Why the snobbery? Plenty of bloggers with small audiences write very well and convey subtle thinking. How liberal-minded is it to look down on people with less traffic?Not very, though lots of lefties like Marshall do it (like some of the readers of C.H.S).
But on to my point: I do like the idea of the 9th tier blogger, and I think it'd be a mistake to underestimate the skill and power of potentially millions of everyday political writers across the blogosphere.
I mention this with reference to my new "Blog Watch" series. In the comments to my intial post, Goat suggested that:
We know they are idiots why advertise for them by linking to them? I prefer to try and advance conservative thinking than spend my time debunking and analyzing lefty fools, they debunk themselves when they open their mouths or hit the keyboard.In later comments Goat came around a bit to the value of debunking the anti-everything-ism of the contemporary left, and we've since exchanged a few e-mails discussing various ways to approach this project.
Goat's not the only commenter here who'd rather not have a thing to do with these despicable types, and I can understand why (they're relentlessly vicious in their attacks, for one thing). But I wanted to add another important point on the relevance of this project.
Particularly, I don't want conservative bloggers to underestimate their power. Sure, there are lots of blogs rings and so forth out there, and many of these networks provide substantial checks on the lefty nutjobs in cyberspace. Plus, many of the top conservative bloggers - like the guys at Powerline or Michelle Malkin - have had a huge impact on American politics.
But the little guys can have a big impact too. To the best of my knowledge (not to mention my Sitemeter), I'm still a pretty little guy in the right-wing blogosphere. But here and there I've picked up very high-level links at blogs and news aggregators like Memeorandum and RealClearPolitics.
It's also very encouraging to get feedback from people out around the web, many of whom I'd never expected to reach. Here are a few examples, in no particular order:
I think these examples illustrate the significant reach and substantial effect 9th tier bloggers can have. I haven't knocked a network news anchor off his perch, but I'm pleased with some of the feedback, in any case.
* When I wrote about the suicide of local teenager Kristin Helms after an Internet relationship gone horribly awry, Kristin's mother, Danielle Helms left a heartfelt comment of thanks and blessings after reading the post and the well-wishes of some of my readers (and here's the link to Krisin's commemorative page).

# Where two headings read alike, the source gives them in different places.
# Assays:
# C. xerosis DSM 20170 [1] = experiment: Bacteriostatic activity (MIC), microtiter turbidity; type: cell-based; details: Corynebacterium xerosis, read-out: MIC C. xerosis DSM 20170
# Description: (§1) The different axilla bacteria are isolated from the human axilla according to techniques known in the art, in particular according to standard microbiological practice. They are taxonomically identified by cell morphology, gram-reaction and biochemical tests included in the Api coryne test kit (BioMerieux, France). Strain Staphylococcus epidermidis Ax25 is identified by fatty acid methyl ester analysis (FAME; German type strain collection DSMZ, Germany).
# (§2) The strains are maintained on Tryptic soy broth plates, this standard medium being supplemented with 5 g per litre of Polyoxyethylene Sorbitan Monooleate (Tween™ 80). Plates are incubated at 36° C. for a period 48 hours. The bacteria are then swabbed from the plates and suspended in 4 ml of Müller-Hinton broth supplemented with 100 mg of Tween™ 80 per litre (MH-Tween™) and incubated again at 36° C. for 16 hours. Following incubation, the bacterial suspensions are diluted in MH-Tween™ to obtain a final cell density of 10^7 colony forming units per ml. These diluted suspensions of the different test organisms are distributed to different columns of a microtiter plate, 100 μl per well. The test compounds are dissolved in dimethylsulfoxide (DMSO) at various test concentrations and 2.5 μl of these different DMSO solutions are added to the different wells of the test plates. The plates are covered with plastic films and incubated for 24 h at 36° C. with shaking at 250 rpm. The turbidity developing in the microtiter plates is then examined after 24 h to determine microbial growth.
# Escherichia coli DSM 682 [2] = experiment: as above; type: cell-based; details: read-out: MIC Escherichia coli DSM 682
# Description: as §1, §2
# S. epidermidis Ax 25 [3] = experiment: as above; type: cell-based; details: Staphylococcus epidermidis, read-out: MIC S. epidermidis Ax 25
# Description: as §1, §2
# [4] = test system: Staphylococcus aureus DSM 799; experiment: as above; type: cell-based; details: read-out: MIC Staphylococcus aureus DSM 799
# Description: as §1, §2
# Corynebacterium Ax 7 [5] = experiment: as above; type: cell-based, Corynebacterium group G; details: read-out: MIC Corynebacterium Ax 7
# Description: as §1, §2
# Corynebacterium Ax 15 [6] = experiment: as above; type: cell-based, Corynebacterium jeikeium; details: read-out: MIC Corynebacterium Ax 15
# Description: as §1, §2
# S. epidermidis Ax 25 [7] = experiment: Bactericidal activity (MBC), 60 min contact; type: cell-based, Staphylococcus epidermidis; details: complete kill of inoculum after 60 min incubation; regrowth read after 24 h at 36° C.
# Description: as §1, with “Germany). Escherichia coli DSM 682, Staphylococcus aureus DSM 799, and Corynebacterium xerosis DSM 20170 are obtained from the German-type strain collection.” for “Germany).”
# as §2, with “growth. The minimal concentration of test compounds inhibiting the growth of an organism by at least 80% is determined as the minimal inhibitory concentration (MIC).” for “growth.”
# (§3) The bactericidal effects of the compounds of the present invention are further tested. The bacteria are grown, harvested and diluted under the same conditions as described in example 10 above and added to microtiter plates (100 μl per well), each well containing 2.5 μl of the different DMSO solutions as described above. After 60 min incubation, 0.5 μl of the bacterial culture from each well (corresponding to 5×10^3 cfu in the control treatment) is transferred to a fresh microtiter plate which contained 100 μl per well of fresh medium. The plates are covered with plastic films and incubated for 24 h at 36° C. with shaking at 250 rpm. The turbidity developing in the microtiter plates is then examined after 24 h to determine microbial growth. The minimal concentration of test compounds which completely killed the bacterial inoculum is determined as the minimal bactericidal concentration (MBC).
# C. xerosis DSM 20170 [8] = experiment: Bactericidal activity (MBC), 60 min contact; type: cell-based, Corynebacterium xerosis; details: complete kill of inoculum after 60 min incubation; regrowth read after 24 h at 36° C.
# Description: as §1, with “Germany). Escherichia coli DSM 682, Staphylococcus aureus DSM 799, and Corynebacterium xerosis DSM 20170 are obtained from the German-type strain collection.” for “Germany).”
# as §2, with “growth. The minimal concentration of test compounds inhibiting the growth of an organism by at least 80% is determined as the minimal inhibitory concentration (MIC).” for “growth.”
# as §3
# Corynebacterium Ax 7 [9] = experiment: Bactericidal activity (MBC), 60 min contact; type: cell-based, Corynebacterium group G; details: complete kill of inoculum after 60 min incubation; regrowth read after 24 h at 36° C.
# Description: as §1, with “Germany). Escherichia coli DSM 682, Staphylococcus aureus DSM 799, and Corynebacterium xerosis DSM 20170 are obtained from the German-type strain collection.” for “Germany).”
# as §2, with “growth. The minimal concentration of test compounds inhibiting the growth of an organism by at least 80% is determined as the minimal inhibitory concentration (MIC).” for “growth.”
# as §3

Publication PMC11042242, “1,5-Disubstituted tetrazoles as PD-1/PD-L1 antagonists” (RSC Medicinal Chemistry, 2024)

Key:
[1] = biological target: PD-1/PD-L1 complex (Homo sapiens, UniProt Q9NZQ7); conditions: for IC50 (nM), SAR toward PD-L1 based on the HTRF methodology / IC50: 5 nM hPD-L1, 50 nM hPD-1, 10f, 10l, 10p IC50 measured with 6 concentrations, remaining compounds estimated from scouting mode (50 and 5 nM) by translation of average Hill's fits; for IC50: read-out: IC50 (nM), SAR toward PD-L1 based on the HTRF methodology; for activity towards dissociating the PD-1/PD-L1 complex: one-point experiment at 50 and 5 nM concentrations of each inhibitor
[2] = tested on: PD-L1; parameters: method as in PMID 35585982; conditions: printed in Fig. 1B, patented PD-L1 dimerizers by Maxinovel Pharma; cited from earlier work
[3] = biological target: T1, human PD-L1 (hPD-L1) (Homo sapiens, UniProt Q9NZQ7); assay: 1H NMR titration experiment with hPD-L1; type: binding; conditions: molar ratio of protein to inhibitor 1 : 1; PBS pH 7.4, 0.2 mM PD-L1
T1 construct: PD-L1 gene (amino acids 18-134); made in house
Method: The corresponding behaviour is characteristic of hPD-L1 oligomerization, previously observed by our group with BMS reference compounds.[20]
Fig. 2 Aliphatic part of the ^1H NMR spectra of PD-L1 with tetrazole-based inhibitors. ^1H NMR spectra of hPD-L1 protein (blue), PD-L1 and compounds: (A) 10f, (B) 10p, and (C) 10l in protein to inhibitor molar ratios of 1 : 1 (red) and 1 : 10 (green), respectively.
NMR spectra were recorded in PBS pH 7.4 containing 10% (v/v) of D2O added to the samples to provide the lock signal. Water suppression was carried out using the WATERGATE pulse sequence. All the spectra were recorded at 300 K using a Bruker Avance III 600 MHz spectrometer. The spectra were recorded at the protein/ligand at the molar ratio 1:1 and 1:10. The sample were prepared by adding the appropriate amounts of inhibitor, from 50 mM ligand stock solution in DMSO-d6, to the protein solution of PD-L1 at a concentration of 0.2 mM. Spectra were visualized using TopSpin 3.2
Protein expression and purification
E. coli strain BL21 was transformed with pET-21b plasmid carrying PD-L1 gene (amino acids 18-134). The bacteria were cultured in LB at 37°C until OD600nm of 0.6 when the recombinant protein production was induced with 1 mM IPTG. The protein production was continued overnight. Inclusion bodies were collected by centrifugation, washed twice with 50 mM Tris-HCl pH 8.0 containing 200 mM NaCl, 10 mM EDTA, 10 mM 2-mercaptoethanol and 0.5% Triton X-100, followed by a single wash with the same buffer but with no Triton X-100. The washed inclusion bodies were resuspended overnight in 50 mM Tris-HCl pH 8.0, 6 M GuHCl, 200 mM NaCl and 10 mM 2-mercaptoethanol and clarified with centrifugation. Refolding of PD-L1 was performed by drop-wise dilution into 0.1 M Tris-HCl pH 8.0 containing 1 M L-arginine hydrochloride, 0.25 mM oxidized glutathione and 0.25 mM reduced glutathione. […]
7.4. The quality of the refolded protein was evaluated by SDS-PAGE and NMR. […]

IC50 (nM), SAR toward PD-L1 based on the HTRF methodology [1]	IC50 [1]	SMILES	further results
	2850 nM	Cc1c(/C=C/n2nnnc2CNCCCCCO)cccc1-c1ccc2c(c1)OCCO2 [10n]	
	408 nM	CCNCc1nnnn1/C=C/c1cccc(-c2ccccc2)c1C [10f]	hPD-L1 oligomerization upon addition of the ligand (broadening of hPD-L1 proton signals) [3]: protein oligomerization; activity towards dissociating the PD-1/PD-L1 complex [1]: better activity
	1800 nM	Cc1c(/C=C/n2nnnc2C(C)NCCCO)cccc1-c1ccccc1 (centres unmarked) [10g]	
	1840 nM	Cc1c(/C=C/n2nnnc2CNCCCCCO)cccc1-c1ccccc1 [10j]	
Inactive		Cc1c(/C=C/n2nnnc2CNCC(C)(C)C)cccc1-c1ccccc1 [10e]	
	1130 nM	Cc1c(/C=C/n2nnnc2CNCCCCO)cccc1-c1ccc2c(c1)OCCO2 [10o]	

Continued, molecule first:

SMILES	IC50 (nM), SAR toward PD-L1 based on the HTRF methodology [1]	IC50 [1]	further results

* When I wrote on Governor Bill Richardson's disastrous appearance on Meet the Press in May, De'on Miller visited to set the record straight on statements Richardson made regarding her son, Aaron Austin, a New Mexico Marine killed in Iraq (check De'on's blog here).
* Also, when I wrote on Colin Kahl's research article on civilian casualties in Iraq, the author left comments critical of my interpretation of his research, and the exchange in the comments is a model example of civil discourse in blog post comment treads.
* Finally, in January I wrote on Toys-R-Us' first baby of the year contest. It turns out that the company disqualified the parents of Yuki Lin, the initial winning baby, because one of the parents was in the country illegally. I later received comments from Albert Yang, who had a hand in forcing Toy-R-Us to award $25,000 to each of the families whose babies were born at midnight on January 1, 2007.
In the coming weeks and months, I'll be posting more entries to my "Blog Watch" series. I hope other bloggers among the 9th tier will also join in and challenge hardleft discourse and irrationalism when they see it.
I don't expect to change any minds among radical America-bashers. Yet, I do know that I've had readers from across the country and around the world - in Czhecoslovakia, South Africa, and China, for example - who have never left a comment, but may have nevertheless found some of the posts here influential.
So, thanks again to Goat for helping me clarify whatever modest goals I might have for my blogging. I send out words of strength and encouragement to those who might be inclined in their work to smack down the anti-Americans when they see them.
Never underestimate not only the power of your words, but also the importance of writing them.